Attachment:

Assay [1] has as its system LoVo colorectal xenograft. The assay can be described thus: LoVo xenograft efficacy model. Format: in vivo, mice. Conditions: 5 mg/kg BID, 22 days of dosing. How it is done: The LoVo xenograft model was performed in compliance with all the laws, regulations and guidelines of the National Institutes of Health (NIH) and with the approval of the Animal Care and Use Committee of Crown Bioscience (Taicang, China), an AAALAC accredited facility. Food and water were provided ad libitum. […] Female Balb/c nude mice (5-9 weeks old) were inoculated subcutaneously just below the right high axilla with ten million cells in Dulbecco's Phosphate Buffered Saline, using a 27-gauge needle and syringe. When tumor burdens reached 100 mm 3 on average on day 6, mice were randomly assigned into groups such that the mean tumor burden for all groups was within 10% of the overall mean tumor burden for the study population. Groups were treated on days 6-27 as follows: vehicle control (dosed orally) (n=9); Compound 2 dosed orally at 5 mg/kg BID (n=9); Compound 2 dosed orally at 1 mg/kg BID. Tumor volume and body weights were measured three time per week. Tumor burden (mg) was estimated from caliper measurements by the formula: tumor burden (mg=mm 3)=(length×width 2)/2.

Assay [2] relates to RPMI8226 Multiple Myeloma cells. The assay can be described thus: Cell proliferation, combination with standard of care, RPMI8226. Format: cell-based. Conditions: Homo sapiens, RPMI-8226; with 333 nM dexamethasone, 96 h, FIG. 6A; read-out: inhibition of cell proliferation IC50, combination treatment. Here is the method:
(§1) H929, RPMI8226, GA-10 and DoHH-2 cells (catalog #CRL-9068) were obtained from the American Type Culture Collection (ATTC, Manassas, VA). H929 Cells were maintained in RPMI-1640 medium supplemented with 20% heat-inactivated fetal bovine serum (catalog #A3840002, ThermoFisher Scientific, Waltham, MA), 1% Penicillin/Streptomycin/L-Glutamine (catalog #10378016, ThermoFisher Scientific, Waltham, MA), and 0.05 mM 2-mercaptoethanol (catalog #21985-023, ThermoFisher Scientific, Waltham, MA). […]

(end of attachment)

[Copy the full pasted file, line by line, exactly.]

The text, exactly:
Assay [1] has as its system LoVo colorectal xenograft. The assay can be described thus: LoVo xenograft efficacy model. Format: in vivo, mice. Conditions: 5 mg/kg BID, 22 days of dosing. How it is done: The LoVo xenograft model was performed in compliance with all the laws, regulations and guidelines of the National Institutes of Health (NIH) and with the approval of the Animal Care and Use Committee of Crown Bioscience (Taicang, China), an AAALAC accredited facility. Food and water were provided ad libitum. […] Female Balb/c nude mice (5-9 weeks old) were inoculated subcutaneously just below the right high axilla with ten million cells in Dulbecco's Phosphate Buffered Saline, using a 27-gauge needle and syringe. When tumor burdens reached 100 mm 3 on average on day 6, mice were randomly assigned into groups such that the mean tumor burden for all groups was within 10% of the overall mean tumor burden for the study population. Groups were treated on days 6-27 as follows: vehicle control (dosed orally) (n=9); Compound 2 dosed orally at 5 mg/kg BID (n=9); Compound 2 dosed orally at 1 mg/kg BID. Tumor volume and body weights were measured three time per week. Tumor burden (mg) was estimated from caliper measurements by the formula: tumor burden (mg=mm 3)=(length×width 2)/2.

Assay [2] relates to RPMI8226 Multiple Myeloma cells. The assay can be described thus: Cell proliferation, combination with standard of care, RPMI8226. Format: cell-based. Conditions: Homo sapiens, RPMI-8226; with 333 nM dexamethasone, 96 h, FIG. 6A; read-out: inhibition of cell proliferation IC50, combination treatment. Here is the method:
(§1) H929, RPMI8226, GA-10 and DoHH-2 cells (catalog #CRL-9068) were obtained from the American Type Culture Collection (ATTC, Manassas, VA). H929 Cells were maintained in RPMI-1640 medium supplemented with 20% heat-inactivated fetal bovine serum (catalog #A3840002, ThermoFisher Scientific, Waltham, MA), 1% Penicillin/Streptomycin/L-Glutamine (catalog #10378016, ThermoFisher Scientific, Waltham, MA), and 0.05 mM 2-mercaptoethanol (catalog #21985-023, ThermoFisher Scientific, Waltham, MA). […]